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The Amazing New Adventures of Larry and Mark - Peru, Land of the Incas

Chapter 2  

Lima into Cusco

There are so many pictures which I hope to send that the individual emails may get too

large.  So I may find "splitting" chapters into several parts may make it easier to send

out to you and for you to download. 


Peru's currency is the sol (plural, soles.)  Their value is roughly 3 soles = $1 US


Peru is south of the Equator, which means that our summer is their "winter."  However,  their weather

is determined more by altitude and location.  Peru has great stretches of desert, fertile temperate zone

areas, higher altitude extreme living environments, and high Andean peaks.  Huascarán, at over 22,000

feet, is Peru's highest peak and one of the highest in the Andes.



On Monday, June 29, we flew into Lima, Peru, after a flight of about six hours from Miami. 

Lima is on the Pacific coast of Peru, and has a population of almost 8 million people.

We walked across the street to the hotel at the airport, and had a very brief overnight,

because Tuesday we were up before 6AM to prepare for our flight over the Andes to Cusco.


This picture doesn't show much, but this photo shows best what Lima's weather is known for-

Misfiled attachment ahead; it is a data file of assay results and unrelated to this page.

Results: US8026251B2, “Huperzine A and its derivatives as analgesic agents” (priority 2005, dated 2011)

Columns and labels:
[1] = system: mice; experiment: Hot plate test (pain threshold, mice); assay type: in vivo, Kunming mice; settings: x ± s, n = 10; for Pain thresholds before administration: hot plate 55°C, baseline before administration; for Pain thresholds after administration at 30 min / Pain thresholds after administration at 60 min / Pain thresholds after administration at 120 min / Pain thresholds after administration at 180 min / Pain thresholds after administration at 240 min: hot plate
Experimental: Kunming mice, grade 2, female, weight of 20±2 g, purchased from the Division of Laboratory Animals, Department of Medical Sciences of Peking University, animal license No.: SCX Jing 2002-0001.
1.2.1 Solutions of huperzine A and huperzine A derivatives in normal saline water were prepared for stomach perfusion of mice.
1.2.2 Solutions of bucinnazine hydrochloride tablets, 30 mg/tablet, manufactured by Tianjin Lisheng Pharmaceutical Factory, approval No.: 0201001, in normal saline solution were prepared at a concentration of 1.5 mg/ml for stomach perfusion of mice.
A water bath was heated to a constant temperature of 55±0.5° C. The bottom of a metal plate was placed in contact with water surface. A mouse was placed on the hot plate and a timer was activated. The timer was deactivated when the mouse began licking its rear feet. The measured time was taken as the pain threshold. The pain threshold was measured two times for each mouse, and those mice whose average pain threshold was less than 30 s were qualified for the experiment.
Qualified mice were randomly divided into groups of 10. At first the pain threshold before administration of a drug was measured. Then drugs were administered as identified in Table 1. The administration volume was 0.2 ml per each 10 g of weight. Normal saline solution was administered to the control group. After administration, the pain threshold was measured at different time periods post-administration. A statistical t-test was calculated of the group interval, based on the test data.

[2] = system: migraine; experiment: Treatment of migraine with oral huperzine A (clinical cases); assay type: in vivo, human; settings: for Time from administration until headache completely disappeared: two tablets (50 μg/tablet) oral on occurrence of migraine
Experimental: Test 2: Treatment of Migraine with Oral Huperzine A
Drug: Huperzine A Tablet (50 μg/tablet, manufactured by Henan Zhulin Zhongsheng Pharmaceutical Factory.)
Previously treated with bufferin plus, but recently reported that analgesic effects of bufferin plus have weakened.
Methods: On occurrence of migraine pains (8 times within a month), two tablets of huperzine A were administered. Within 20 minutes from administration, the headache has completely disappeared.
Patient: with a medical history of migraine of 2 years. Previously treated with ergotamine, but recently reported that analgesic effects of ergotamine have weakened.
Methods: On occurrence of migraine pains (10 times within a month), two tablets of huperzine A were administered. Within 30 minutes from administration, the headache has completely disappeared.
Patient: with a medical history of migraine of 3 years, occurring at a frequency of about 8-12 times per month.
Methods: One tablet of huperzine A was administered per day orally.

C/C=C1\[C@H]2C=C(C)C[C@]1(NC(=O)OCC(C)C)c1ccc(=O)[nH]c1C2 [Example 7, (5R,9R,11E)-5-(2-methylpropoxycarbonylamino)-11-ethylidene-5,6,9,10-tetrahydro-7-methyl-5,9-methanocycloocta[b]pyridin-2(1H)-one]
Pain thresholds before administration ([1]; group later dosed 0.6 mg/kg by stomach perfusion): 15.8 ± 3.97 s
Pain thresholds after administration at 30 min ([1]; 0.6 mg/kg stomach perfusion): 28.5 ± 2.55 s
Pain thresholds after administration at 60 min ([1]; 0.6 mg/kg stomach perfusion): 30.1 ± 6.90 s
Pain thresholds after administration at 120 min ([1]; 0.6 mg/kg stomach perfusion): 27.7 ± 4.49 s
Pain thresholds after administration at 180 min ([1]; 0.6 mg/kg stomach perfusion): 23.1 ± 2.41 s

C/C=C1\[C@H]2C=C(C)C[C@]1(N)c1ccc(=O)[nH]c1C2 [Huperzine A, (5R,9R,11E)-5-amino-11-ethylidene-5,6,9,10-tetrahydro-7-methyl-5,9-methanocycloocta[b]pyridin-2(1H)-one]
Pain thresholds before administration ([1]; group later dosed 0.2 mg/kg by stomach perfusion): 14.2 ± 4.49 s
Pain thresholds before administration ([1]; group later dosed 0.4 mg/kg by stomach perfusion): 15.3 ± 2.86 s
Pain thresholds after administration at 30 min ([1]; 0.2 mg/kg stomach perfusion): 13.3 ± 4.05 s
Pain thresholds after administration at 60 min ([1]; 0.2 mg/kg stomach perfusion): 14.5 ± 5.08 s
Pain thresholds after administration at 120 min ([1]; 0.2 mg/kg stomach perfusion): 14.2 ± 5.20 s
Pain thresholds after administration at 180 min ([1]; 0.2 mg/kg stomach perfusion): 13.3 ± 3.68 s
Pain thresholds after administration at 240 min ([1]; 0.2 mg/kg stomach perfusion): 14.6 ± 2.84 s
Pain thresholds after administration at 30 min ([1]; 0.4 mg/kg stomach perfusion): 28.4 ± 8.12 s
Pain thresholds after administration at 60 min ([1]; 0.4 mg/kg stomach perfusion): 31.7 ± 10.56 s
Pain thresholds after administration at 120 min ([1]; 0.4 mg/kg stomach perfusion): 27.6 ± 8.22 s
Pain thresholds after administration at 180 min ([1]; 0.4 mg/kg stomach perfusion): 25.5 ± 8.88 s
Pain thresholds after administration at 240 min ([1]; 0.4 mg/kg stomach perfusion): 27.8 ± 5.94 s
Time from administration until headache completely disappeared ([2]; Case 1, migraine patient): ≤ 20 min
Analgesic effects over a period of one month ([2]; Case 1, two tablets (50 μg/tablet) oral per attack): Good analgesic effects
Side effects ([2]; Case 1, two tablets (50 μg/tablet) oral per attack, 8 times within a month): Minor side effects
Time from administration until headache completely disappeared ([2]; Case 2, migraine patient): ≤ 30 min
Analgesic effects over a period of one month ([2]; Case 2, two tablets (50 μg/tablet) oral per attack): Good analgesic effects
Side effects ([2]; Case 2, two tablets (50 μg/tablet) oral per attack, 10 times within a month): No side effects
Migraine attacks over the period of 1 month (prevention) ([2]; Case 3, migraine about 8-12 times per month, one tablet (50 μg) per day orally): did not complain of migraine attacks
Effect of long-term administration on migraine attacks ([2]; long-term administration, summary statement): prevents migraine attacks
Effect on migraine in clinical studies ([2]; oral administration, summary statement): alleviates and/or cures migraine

smog, fog and pollution.



With the sun coming in the plane's left windows, we are headed south to Cusco.  In a matter

of minutes we are out of the foothills, above the clouds, and we get our first look at the Andes.



Shortly, snow-capped peaks come into view.



A glacier can be seen here, coming down the valley between the peaks.



This isn't Mt. Everest, but I'm sure glad our plane isn't closer to this peak!



After a flight of a little over an hour, we are now approaching the one-runway airport at Cusco.




 This man on the airport tarmac seems to be single-handedly keeping the runway clean.


When we off-loaded the plane, we really didn't know what to expect.  In 90 minutes, we went

from ocean-level to nearly 11.000 foot elevation.    We all feel like - "where's all the air?" - like

Dr. Nancy and Helen look.  As a matter of fact, as we're leaving the airport, we find that cans

of oxygen are for sale here.  I don't know if anyone bought one, but I decide to "tough it out."

We're not so tough that we don't decide to try out Peru's alternative to oxygen for altitude

sickness.  Within 60 seconds of arriving at our airport bus,  native women in Andean dress

are selling us dried coca leaves.  I wish I had a picture of it.  More on this later.



This metal work on the airport wall symbolizes the many centuries of Andean culture in

Cusco, on a wall reminiscent of Inca building.  Much more on this later.



There's artwork everywhere you turn.  I snapped this out the bus window.

Some of the things on this plaque look a little strange...............



 This is our first view of the streets of Cusco.  These streets were built centuries

before the wheel first came to Peru.  More on this later.





You may reach me for comments:

Laurence Reich


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